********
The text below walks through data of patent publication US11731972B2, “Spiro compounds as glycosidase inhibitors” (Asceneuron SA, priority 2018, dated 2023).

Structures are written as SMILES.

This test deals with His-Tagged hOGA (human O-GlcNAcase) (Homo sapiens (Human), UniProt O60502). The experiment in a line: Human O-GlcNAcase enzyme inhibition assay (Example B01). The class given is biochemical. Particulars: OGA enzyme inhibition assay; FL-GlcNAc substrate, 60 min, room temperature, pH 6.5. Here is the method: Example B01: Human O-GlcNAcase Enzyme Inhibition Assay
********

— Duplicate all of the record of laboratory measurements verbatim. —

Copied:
The text below walks through data of patent publication US11731972B2, “Spiro compounds as glycosidase inhibitors” (Asceneuron SA, priority 2018, dated 2023).

Structures are written as SMILES.

This test deals with His-Tagged hOGA (human O-GlcNAcase) (Homo sapiens (Human), UniProt O60502). The experiment in a line: Human O-GlcNAcase enzyme inhibition assay (Example B01). The class given is biochemical. Particulars: OGA enzyme inhibition assay; FL-GlcNAc substrate, 60 min, room temperature, pH 6.5. Here is the method: Example B01: Human O-GlcNAcase Enzyme Inhibition Assay